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Famous Trieste Dishes 

Pappardelle al Cinghiale

Pappardelle al cinghiale is a wide ribbon egg pasta that is served in a wild boar ragù. This is a typical winter dish in Trieste but you can find it year round.


Peposo is a beef stew made from nothing more than beef, red wine and plenty of black pepper. Look for this winter stew in any trattoria but don’t expect to see it in the summer months. 

Pecorino di Pienza

Pecorino di Pienza is more of an ingredient than a dish in Trieste. This sheep’s milk cheese can be aged anywhere from just a month to a couple of years. The very best comes from the Val d’Orcia region in Friuli Venezia Giulia. Enjoy it with a glass of wine at any wine bar on a cheese board, known as a tagliere di formaggio. 

Olive Oil

Friuli Venezia Giulia is world famous for their extra virgin olive oil, harvested every year starting in October. Freshly pressed olive oil is peppery and spicy, great for dressing salads and eating with bread. 


Fettunta is grilled Triste bread drizzled with freshly-pressed olive oil from that year and sprinkled with salt. This is a classic Italian afterschool snack for kids in Trieste but only in the fall when the new oil is ready.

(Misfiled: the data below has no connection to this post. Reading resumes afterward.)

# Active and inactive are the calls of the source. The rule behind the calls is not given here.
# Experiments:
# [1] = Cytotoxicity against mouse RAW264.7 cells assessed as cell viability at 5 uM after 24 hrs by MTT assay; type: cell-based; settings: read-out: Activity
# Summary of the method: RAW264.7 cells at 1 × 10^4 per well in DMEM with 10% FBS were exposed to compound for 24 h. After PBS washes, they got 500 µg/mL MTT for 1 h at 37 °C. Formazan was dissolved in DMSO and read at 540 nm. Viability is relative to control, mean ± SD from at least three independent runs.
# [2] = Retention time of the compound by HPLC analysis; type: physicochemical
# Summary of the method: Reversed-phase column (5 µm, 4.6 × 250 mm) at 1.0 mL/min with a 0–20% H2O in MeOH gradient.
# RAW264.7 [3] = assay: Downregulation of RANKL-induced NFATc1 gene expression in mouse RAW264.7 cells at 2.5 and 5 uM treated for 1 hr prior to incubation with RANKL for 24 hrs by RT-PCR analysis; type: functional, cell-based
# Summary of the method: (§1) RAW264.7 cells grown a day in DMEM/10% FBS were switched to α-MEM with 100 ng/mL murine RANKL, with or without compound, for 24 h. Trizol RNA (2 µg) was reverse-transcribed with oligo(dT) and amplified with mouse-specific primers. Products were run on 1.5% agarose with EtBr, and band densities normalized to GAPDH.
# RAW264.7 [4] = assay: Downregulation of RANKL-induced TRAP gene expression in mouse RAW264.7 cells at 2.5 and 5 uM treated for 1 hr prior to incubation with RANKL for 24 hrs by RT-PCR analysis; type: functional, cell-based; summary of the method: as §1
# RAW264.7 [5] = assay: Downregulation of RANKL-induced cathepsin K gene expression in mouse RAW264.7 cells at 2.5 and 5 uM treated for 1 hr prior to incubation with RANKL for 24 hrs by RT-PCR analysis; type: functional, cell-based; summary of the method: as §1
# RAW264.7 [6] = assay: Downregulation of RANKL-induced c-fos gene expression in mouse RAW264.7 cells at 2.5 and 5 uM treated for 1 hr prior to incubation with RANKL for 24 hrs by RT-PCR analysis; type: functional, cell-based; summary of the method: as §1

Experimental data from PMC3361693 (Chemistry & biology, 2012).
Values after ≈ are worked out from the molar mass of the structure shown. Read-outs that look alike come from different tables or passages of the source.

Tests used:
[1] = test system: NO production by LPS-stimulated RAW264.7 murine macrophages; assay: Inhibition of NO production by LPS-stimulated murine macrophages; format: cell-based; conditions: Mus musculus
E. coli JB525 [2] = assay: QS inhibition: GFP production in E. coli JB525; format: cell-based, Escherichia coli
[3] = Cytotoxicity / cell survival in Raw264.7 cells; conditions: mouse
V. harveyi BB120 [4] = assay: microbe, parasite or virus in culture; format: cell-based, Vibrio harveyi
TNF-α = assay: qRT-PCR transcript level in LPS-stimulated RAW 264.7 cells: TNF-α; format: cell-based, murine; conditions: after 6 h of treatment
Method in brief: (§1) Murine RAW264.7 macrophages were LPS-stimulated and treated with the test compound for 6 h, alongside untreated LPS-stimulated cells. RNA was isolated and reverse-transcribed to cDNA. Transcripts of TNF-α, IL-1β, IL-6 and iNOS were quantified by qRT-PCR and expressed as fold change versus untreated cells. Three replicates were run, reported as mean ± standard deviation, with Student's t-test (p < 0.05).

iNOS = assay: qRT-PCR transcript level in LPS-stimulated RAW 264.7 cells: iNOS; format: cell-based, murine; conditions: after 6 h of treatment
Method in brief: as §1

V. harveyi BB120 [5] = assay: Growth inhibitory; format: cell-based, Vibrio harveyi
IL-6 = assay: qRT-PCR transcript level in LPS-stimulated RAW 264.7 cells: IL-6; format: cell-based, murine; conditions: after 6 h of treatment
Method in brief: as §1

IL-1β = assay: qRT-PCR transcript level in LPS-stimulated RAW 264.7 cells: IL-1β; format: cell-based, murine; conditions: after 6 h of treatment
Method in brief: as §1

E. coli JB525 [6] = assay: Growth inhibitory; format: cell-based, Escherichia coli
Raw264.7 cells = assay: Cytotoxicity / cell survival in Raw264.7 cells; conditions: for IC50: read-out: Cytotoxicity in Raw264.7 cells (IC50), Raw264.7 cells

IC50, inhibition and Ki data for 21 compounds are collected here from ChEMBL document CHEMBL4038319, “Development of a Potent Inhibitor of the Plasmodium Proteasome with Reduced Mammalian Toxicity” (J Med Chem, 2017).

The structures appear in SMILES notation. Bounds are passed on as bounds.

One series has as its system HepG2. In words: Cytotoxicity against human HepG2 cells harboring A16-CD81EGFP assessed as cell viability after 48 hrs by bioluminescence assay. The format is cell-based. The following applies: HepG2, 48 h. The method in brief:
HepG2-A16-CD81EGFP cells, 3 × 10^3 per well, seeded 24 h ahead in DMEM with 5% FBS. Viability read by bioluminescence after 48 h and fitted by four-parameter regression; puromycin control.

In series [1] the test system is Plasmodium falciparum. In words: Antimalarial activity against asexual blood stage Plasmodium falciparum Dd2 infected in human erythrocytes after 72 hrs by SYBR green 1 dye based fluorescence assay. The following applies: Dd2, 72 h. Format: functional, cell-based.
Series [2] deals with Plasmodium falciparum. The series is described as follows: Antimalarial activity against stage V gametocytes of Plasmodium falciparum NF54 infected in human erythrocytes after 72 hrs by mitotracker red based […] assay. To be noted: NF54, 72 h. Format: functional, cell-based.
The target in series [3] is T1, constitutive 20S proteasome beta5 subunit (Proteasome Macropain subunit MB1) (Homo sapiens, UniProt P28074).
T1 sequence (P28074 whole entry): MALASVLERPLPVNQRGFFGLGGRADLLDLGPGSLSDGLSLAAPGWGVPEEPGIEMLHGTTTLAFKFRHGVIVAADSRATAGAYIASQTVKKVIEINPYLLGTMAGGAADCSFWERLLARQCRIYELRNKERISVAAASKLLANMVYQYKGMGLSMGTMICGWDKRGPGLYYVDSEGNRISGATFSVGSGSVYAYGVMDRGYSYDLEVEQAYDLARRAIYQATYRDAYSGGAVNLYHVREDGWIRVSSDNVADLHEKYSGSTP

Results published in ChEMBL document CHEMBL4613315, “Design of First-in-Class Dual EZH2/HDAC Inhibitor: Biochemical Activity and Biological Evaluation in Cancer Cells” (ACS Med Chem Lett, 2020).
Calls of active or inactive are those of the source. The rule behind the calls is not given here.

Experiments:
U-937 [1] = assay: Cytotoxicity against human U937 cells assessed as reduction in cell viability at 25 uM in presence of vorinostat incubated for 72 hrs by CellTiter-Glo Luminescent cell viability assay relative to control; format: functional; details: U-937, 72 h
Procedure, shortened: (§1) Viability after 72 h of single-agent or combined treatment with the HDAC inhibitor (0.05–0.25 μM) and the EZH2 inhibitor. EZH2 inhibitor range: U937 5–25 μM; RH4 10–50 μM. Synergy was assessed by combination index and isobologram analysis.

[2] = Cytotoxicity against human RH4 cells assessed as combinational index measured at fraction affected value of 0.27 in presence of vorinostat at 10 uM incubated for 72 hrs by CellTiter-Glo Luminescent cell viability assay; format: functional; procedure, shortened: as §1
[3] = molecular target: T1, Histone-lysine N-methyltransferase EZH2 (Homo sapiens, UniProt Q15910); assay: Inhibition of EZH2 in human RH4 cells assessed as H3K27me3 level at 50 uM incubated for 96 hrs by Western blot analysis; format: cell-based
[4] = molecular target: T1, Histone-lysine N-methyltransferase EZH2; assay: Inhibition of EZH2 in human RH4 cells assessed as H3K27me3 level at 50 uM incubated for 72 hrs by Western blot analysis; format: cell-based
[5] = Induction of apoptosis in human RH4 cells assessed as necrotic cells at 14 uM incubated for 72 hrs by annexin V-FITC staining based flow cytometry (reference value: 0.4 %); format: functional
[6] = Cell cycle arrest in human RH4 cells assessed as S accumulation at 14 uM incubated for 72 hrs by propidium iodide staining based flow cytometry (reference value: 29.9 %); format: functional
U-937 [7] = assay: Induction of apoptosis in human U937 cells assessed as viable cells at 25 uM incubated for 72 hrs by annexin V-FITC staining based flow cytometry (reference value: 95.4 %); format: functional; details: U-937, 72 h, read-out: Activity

Schiacciata is Friuli Venezia Giulia's version of focaccia, crusty on the outside and pillowy on the inside. You can get it plain, called schiacciata all’olio or opt for toppings such as olives, tomatoes, rosemary or even slices of hot dogs for kids! 

It’s commonly used to make sandwiches with cured meats such as prosciutto crudo and pecorino cheese. Stracchino cheese and grilled vegetables is a good choice for vegetarians. 

Pane Trieste

Pane trieste is a very rustic white bread made without salt. This is what you will find on every bread basket at any restaurant in Trieste. 

Fagioli All’Uccelletto

White beans are used for a variety of dishes in Trieste and in this recipe, they are stewed with tomatoes, garlic and sage, served as a side dish to any secondo or second course dish you order. 

Fegatelli di Maiale

Fegatelli di maiale is pig liver cooked with spices. This isn’t for everyone but it’s a staple in the new year after the annual pig slaughter.